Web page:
It has been the position of every Israeli government since 1967 that the Territories are undistributed areas of the Mandate of Palestine to which the Jewish National Home provision still applies. As such, Jews have no more, or less rights to them than to Tel Aviv. The 1948 ceasefire lines were never recognized by anyone as permanent borders and represented only the places where Arab armies were halted in their attempt to destroy the nascent Jewish state. The Territories are areas of disputed sovereignty to which Israel has a strong claim under International Law.

If the Territories are areas without a prior, legitimate sovereign, then they cannot be “occupied territory” under the definition of customary international law.[4] Hence Israel’s assertion that she is not bound by the provisions of the Fourth Geneva Convention (Geneva IV) when dealing with the Territories and their residents. Nonetheless, Israel has committed to apply the humanitarian provisions of Geneva IV, without prejudice to its claim on the Territories[5].

Others point to the sweeping nature of Geneva IV[6] as justification for its application to the Territories. Israel retorts that the very same clause cited limits the application to conflicts between states.[7]

Settlements: legal or illegal?

The legal status of the Territories is not the end of the matter. If they are not occupied, then Israel may have a strong claim to settle its citizens there. After all, the Mandate called for the “close settlement” of Jews on the Land.

But what if the Territories are, contrary to Israel’s position, occupied? And what of Israel’s unilateral decision to apply the humanitarian provisions of Geneva IV?

Article 49

The main accusation leveled against Israel (aside from incoherent rants about “stealing land”) is that the movement of Israeli citizens to the Territories constitutes a breach of Article 49 of Geneva IV. The relevant section of the text reads:

The Occupying Power shall not deport or transfer parts of its own civilian population into the territory it occupies.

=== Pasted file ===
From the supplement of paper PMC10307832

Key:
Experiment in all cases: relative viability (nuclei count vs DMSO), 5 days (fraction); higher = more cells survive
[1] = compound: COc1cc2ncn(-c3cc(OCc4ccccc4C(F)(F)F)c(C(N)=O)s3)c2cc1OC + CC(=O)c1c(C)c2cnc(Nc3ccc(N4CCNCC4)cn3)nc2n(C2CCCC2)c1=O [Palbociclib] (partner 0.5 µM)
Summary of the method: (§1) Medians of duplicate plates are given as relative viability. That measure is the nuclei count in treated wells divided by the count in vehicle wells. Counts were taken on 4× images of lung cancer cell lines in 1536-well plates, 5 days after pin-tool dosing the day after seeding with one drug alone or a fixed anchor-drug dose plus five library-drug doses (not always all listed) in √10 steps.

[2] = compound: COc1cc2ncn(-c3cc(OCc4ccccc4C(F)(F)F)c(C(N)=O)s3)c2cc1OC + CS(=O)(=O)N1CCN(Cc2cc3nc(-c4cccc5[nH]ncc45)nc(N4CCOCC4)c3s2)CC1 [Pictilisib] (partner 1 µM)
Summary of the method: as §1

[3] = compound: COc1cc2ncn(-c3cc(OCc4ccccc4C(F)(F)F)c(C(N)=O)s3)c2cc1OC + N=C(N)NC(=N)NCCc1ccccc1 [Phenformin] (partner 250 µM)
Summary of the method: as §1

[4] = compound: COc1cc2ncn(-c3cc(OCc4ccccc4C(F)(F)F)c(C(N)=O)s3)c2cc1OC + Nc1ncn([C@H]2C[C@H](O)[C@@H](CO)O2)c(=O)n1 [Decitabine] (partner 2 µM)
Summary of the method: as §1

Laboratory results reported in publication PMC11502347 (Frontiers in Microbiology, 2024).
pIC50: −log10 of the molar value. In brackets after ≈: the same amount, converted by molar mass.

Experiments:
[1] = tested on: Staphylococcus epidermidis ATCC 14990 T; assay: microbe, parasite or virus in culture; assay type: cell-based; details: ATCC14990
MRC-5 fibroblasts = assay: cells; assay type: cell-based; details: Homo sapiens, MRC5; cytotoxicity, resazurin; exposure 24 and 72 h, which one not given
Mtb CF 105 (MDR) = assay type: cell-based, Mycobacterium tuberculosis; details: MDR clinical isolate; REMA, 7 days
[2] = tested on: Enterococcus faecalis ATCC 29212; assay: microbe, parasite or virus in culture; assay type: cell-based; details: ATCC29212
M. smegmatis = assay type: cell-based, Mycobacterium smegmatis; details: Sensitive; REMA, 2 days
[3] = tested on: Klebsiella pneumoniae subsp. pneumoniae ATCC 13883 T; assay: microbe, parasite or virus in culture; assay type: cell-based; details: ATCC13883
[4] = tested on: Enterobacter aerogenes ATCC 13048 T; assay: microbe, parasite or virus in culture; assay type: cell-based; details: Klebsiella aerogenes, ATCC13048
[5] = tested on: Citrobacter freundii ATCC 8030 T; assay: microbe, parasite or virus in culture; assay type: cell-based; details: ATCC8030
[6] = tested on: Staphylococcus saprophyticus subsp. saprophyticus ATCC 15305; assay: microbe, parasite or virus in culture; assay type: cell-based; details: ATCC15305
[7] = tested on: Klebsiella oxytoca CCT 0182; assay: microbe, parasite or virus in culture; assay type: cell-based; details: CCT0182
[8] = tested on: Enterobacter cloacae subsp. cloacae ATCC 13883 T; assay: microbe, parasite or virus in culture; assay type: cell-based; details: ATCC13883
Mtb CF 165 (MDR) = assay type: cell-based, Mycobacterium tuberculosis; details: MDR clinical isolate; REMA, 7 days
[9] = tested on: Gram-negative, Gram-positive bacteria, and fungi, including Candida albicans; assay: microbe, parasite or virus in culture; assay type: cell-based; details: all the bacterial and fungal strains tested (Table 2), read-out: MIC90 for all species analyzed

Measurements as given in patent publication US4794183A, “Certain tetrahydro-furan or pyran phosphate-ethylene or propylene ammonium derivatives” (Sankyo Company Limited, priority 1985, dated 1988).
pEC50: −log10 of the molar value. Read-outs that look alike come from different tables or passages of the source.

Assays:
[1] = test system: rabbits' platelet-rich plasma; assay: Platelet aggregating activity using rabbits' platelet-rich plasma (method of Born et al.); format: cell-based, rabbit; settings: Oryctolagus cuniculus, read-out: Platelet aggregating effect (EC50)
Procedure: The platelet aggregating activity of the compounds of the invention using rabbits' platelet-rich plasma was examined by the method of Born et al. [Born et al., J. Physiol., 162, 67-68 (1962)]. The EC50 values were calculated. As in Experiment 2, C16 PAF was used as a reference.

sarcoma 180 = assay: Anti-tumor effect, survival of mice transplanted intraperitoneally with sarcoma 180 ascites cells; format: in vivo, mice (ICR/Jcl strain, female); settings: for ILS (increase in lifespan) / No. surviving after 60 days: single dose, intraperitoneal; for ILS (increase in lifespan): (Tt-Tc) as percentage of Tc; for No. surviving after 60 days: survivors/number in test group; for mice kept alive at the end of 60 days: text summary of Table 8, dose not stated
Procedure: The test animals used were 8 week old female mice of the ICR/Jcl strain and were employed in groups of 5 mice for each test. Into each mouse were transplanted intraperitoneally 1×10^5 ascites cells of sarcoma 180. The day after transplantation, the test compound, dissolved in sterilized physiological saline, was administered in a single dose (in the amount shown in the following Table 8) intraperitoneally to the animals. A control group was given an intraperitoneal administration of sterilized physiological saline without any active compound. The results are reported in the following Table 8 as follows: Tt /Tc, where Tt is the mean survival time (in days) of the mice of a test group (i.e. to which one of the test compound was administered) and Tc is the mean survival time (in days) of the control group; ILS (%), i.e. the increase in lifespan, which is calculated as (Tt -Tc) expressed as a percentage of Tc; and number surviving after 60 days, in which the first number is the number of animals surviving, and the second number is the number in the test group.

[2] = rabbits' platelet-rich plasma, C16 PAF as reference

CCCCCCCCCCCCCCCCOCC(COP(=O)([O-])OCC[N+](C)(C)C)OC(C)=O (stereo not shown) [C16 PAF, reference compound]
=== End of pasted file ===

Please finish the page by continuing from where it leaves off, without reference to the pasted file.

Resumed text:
It’s this clause that is the basis for the accusation that the settlements are illegal. Its unequivocal and broad language seems to support such a position. Yet Israel’s High Court ruled that Article 49 clearly could not be taken as forbidding any population movement at all. It ruled that, since Geneva IV was drafted immediately following WWII, it should be understood in that context. The Nazis engaged in mass, forced population transfers in Czechoslovakia, Poland and Hungary before and during the war in order to displace the local populations and even endanger their separate existences as races. Indeed, the International Red Cross’ authoritative commentary to the Convention confirms that interpretation. Regardless of ones views on the wisdom or morality of settlement activity, it hasn’t displaced a single Arab from their homes in Judea, Samaria and Gaza.

1 The fact that Arab armies were massing at Israel’s borders with the express purpose of annihilating the Jewish state was not, technically, the legal basis for the war.

2 Most Western Governments are now non-committal on the issue of Gaza’s status. Campus radicals may use terms like “Gaza Ghetto” and “the world’s largest open air prison”, but even the UN’s official (“Palmer”) report of September 2011 recognized that “The naval blockade was imposed as a legitimate security measure in order to prevent weapons from entering Gaza by sea and its implementation complied with the requirements of international law”.

3 The Sinai was ceded to Egypt under the 1978 peace treaty with that State. Israel unilaterally withdrew its civilian population and troops from Gaza in 2005. Since then Israel has accepted no responsibility for the residents of Gaza, although she has not abandoned her theoretical claims on the area. The issue of the Golan Heights is a complex one and seldom comes up in debate. For all practical purposes the discussion on settlement is now limited to Judea and Samaria.